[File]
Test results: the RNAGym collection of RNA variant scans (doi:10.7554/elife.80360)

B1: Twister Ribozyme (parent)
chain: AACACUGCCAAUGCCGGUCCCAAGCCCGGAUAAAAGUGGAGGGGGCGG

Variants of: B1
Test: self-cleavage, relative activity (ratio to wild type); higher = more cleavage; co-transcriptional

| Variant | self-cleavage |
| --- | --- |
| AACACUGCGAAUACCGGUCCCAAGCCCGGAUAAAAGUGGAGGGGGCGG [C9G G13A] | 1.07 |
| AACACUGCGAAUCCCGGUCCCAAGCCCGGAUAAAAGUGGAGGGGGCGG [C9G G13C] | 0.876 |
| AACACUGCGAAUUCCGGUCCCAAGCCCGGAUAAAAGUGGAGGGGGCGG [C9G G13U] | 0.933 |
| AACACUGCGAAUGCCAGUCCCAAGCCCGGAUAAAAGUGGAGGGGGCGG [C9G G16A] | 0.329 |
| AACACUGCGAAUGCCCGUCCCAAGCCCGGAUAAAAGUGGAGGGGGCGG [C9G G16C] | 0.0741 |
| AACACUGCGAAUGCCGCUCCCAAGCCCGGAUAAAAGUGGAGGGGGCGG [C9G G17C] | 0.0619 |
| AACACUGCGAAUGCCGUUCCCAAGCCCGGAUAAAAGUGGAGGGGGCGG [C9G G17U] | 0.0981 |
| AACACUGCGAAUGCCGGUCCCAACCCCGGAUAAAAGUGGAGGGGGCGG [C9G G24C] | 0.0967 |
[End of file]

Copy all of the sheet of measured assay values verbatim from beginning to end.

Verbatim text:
Test results: the RNAGym collection of RNA variant scans (doi:10.7554/elife.80360)

B1: Twister Ribozyme (parent)
chain: AACACUGCCAAUGCCGGUCCCAAGCCCGGAUAAAAGUGGAGGGGGCGG

Variants of: B1
Test: self-cleavage, relative activity (ratio to wild type); higher = more cleavage; co-transcriptional

| Variant | self-cleavage |
| --- | --- |
| AACACUGCGAAUACCGGUCCCAAGCCCGGAUAAAAGUGGAGGGGGCGG [C9G G13A] | 1.07 |
| AACACUGCGAAUCCCGGUCCCAAGCCCGGAUAAAAGUGGAGGGGGCGG [C9G G13C] | 0.876 |
| AACACUGCGAAUUCCGGUCCCAAGCCCGGAUAAAAGUGGAGGGGGCGG [C9G G13U] | 0.933 |
| AACACUGCGAAUGCCAGUCCCAAGCCCGGAUAAAAGUGGAGGGGGCGG [C9G G16A] | 0.329 |
| AACACUGCGAAUGCCCGUCCCAAGCCCGGAUAAAAGUGGAGGGGGCGG [C9G G16C] | 0.0741 |
| AACACUGCGAAUGCCGCUCCCAAGCCCGGAUAAAAGUGGAGGGGGCGG [C9G G17C] | 0.0619 |
| AACACUGCGAAUGCCGUUCCCAAGCCCGGAUAAAAGUGGAGGGGGCGG [C9G G17U] | 0.0981 |
| AACACUGCGAAUGCCGGUCCCAACCCCGGAUAAAAGUGGAGGGGGCGG [C9G G24C] | 0.0967 |